Government union chiefs, for example, never stop demanding more and expecting the public to pay up. They find the size and power of government very comfortable.

The looming battle is between those who produce and those who want to keep living (more and more lavishly) at the expense of others.

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What's wrong with the Concord Coalition

Posted by Joseph Coletti at 09:17 AM

I attended a Concord Coalition program at UNC last night on the ever-expanding federal debt. All questions I had about why the Concord Coalition hasn't been more effective in addressing the problem were answered. It took a question from the audience, well me, to get the panelists to acknowledge that the new health care law passed CBO scrutiny only by playing a shell game, but none of them addressed the fact that Medicare is already ignoring the law and acting as if the $59 billion "doc fix" is in force.

Alternate reality is fine up to a point, but one of the speakers was Stefan Kreuger-Byrd, youth outreach coordinator for the Concord Coalition. He used two case studies to show how youth could get involved. One was a Leftish student group that is a division of the Roosevelt Institute dedicated to "carrying forward the legacy and values of Franklin and Eleanor Roosevelt." The other was Y.I. Want Change, another Leftish group that worked to make 26 the new age of adulthood and whose head was a guest of Nancy Pelosi at the signing of the health care bill.

The Concord Coalition was always more concerned about raising taxes than cutting spending, but the program last night showed that the Coalition cares even less about the growth in the size of government and is perfectly happy for it to grow, as long as tax collections grow faster.

The numbers are bad enough, but seeing a respected bipartisan group actively work against spending restraint is truly dispiriting.

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The new Intolerable Act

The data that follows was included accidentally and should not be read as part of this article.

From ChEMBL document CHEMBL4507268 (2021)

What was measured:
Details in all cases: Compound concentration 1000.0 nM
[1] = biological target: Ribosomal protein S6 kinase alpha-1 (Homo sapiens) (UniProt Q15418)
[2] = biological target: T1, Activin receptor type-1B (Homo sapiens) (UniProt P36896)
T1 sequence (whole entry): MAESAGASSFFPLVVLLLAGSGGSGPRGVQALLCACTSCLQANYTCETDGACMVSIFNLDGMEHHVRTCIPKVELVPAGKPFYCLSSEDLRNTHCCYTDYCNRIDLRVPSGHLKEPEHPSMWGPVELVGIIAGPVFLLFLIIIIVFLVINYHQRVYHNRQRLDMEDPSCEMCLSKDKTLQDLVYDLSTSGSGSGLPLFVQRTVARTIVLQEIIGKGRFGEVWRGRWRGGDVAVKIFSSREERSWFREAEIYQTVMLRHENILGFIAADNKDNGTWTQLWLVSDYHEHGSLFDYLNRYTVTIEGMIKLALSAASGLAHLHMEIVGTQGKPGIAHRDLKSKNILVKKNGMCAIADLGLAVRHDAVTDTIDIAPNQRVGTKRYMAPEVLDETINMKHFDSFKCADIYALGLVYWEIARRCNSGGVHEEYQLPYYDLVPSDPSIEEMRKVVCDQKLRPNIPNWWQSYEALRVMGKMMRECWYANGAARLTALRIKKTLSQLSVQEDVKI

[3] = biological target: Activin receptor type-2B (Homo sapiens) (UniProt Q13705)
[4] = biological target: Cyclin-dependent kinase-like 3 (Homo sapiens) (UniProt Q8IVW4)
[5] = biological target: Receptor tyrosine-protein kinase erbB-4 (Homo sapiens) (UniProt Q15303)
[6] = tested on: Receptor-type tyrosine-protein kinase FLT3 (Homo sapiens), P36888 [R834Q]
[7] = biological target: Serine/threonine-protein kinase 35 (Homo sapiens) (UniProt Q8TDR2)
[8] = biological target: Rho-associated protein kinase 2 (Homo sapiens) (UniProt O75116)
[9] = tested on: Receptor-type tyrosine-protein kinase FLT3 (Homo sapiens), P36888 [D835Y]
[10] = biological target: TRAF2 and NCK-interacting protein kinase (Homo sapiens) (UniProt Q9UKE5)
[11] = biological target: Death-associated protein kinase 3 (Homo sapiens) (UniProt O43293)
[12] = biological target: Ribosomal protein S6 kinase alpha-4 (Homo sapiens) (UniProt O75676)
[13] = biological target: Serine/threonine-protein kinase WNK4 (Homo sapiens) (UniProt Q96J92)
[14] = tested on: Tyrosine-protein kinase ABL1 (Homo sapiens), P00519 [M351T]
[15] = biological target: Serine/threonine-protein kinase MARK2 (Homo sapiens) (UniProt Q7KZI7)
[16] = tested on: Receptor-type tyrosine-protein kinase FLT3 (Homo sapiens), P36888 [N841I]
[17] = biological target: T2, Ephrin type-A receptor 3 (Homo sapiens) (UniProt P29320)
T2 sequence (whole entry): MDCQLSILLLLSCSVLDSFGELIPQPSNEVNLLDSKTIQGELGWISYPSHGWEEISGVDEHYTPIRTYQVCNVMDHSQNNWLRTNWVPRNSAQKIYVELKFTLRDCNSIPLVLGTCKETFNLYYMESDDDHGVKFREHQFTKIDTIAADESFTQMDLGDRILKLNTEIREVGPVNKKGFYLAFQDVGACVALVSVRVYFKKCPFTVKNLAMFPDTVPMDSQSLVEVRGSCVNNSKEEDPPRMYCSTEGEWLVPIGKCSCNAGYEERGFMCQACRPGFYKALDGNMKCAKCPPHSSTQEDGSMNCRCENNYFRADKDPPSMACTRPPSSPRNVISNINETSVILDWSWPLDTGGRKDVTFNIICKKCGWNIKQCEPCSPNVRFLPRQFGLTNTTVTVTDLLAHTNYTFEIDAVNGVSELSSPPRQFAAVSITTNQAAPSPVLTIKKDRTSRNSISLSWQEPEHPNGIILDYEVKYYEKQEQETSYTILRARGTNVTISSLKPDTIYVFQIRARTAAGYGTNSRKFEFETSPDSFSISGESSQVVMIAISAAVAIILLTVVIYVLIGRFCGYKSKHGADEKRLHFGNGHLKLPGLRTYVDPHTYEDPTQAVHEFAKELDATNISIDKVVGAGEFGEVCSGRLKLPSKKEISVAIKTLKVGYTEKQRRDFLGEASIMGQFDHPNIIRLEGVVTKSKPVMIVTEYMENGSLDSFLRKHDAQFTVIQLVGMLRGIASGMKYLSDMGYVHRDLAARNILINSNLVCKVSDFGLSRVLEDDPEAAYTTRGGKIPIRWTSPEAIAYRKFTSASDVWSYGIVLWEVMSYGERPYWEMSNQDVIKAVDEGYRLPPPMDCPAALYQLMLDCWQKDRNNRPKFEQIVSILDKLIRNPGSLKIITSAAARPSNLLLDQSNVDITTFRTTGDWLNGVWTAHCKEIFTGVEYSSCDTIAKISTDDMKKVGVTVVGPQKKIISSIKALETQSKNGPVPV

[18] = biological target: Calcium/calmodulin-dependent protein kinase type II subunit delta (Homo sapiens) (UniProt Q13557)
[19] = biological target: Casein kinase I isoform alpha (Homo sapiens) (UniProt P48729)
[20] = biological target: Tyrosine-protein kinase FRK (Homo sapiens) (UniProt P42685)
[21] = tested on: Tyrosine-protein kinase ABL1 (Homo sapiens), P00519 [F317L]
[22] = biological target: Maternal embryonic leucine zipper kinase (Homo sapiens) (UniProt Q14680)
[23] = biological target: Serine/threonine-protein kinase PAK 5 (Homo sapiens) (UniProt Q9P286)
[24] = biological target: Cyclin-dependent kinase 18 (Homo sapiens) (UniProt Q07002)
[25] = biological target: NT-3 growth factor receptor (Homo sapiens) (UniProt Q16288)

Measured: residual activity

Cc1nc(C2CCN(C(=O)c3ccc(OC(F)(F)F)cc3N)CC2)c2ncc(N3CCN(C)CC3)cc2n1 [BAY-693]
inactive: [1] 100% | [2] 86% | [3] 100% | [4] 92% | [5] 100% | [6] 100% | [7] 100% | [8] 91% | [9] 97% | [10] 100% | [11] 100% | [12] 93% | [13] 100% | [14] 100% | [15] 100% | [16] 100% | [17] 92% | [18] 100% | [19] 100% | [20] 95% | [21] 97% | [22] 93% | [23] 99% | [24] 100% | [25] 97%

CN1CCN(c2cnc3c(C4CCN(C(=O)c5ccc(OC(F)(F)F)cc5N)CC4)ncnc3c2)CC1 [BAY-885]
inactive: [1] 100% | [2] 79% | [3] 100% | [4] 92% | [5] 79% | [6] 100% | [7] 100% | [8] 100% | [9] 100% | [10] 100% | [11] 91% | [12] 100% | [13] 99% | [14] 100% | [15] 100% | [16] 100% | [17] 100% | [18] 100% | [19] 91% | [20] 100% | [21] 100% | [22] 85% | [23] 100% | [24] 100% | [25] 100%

Posted by George Leef at 08:40 AM

Ed Feulner of Heritage Foundation draws a useful historical parallel between the Intolerable Acts of Parliament and the passage of Obamacare here.

Too bad that Americans didn't rebel at the earlier welfare state advances: Social Security, Medicare and many others. The nanny statists were more careful with those, with immediate benefits for a few and widespread costs over most of the population. Few people saw the trap of government dependence they were happily walking into. But now, a lot of people see the looming disaster, which will hurt many people right away in exchange for the egalitarian dream of health insurance for everyone.

The rebellion is on.

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Another respectable writer turns thumbs down on Frum

Posted by George Leef at 08:32 AM

Emmett Tyrrell calls him "odious" in this piece.

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Larry Elder calls out the Obamacrats

Posted by George Leef at 08:18 AM

The only tactic the Obamacrats have against the mountain of rational criticism of their leviathan assault on what is left of health care freedom is to smear and demonize a few of the opponents and then expect people to illogically conclude that the substance of the legislation must therefore be good since the opponents are stupid or nasty.

Larry Elder, who will no doubt be attacked as not "authentically black" for opposing Obamacare, blows the whistle on this venal agitprop campaign here.

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Cato expert touts a flat tax

Posted by Mitch Kokai at 07:49 AM

Dan Mitchell of the Cato Institute uses his latest video presentation to explain the benefits of a flat tax, which he labels “a vast improvement over the corrupt and punitive Internal Revenue Code.”

For more on state-specific tax changes, see Roy Cordato’s work on Tax Reform in North Carolina.

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Latest dispatches from the campaign trail

Posted by David N. Bass at 07:30 AM


  • Congressman Mel Watt of N.C.'s 12th congressional district has a quiet town hall on health care.

  • Two Republicans are challenging state Sen. Andrew Brock in the primary.

  • State Board of Elections opens criminal inquiry into campaign donations.

  • Congressman Howard Coble, R-6th, says he is taking all five GOP challengers in his primary seriously.

  • House District 22 Republican John Szoka makes his pitch for office in the Fayetteville Observer.

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New Carolina Journal Online features

Posted by Mitch Kokai at 06:51 AM

The latest Carolina Journal Online exclusive is appropriate for April 1 (hint, hint). It's an exclusive interview with former U.S. Sen. John Edwards. 

John Hood's Daily Journal makes the case for North Carolina to scrap its arbitrary cap of 100 charter schools.

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Latest dispatches from the campaign trail

Posted by David N. Bass at 06:30 AM